Crown Prince of Ajman intervenes in water contamination scare

More than 250 residents of four tower blocks suffered from nausea and vomiting

Salam Al Amir / The National
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The Crown Prince of Ajman has intervened in a contaminated water scare that left hundreds of people seeking hospital treatment.

More than 250 residents of four tower blocks in the emirates suffered nausea and vomiting on Saturday.

Thumbay Hospital in Ajman received 107 patients between Saturday night and the early hours of Sunday morning, 10 of whom were admitted for treatment.

Meanwhile Khalifa Hospital dealt with 143 cases and 34 patients were taken to Amina Hospital.

On Monday, Sheikh Ammar bin Humaid Al Nuaimi, the Crown Prince of Ajman, ordered an ambulance be kept on standby at the towers in case further residents needed assistance.

He also instructed officials to open an office dedicated to helping victims find alternative accommodation while authorities investigated the cause of the outbreak.

“They [the patients] suffered from vomiting, diarrhoea and fever,” said Dr Essam Atta, associate director of medical affairs at Thumbay group’s healthcare division.

“The diagnosis was acute gastroenteritis and dehydration. We provided treatment and patients started to feel better shortly after taking the medication.”

Residents of the four, 23-storey towers, first began falling ill at the weekend.

Patients suffered from high temperatures, vomiting and intestinal pain after using tap water for washing, cooking and cleaning.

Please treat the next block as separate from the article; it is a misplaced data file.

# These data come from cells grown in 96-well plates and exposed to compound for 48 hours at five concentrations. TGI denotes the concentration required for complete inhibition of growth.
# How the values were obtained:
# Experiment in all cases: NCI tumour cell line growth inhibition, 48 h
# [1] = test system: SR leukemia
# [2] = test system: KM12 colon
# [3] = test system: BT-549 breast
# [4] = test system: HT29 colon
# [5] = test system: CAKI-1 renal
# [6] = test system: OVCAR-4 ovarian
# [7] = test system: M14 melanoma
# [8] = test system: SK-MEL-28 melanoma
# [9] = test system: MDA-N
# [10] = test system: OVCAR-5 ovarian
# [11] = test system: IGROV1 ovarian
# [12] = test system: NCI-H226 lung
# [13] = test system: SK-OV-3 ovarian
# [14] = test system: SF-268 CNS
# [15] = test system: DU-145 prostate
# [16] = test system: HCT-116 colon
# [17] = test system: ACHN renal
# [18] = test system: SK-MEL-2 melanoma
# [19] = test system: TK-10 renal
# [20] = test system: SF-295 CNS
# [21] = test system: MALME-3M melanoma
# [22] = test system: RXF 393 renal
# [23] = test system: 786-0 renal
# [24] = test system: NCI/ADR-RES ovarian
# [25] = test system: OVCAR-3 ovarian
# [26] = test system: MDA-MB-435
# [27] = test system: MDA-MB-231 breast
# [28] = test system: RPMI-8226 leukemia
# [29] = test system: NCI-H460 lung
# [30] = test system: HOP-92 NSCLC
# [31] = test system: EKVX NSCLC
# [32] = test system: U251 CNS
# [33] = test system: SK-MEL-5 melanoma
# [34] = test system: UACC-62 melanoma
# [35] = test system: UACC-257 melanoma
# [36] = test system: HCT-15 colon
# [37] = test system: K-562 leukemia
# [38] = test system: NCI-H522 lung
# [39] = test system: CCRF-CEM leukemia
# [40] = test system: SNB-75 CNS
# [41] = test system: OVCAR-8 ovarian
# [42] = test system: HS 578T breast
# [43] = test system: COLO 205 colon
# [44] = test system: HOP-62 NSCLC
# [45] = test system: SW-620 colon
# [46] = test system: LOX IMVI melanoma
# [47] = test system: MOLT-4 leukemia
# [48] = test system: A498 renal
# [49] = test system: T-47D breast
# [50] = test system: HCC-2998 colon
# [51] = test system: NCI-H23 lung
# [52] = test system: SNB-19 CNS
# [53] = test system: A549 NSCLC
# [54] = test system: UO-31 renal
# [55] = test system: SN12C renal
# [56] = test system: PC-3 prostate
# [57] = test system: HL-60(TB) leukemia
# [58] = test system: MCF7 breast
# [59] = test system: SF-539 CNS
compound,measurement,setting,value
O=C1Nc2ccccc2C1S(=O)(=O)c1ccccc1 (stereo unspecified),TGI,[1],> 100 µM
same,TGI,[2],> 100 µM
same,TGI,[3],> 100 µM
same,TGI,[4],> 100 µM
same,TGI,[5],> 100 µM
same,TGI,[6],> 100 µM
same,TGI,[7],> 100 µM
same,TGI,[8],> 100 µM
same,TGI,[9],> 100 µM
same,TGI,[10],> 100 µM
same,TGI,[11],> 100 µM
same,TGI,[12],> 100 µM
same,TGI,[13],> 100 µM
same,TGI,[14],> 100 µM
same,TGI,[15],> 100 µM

Among those rushed to Thumbay Hospital was nine-month-old child. The oldest patient to receive treatment was a 69-year-old Indian national.

Amina Hospital also dealt with 34 residents – three of whom were admitted – while the Saudi German Hospital treated a mother and her two children.

Speaking to The National, a number of victims said they began feeling unwell after using tap water to brush their teeth, perform ablution before prayer or after washing their groceries.

“I used tap water on Friday afternoon to pray Al Asr and a few hours later I started feeling nauseous,” said Firdous Choudhury, 17, who was discharged from Thumbay Hospital on Monday.

“I used tap water to wash our rice,” said Rizvana Mazher, 45, whose three children all fell ill after finishing the meal.

Residents also revealed how they had been forced to spend hundreds of dirhams on hotel accommodation while repairs to the towers were being carried out.

They said some victims had complained of a strong smell of sewage coming from the water last week but had been told the maintenance team was on holiday.

Yawar Zeeshan, 40, said his two children fell ill on Saturday morning after taking a shower.

He and his family have now moved to a Dh300 a night hotel as well as having to pay Dh320 for medical treatment.

“Imagine the financial burden this problem has caused; we are not rich people,” he said. “Most of us in this building are hand-to-mouth breadwinners.”

Shahzad Syad, 39, from Pakistan, said his family had also fallen victim to the contamination and had moved to a hotel.
"The smell coming from [the water] taps was of sewage so I think the two had become mixed," he said.

Hospital officials reported the incident to Ajman’s municipality and planning department as more and more patients started to arrive with symptoms.

Maj Gen Sultan Bin Abdullah Al Nuaimi, commander of Ajman Police, said water samples had been taken and that the towers’ tanks had been emptied and sterilised.

“Samples were taken and sent to laboratories to determine the cause of [the] pollution,” Ajman Police said.

“All the ground and upper tanks [of the buildings] have been emptied, cleaned and sterilised.”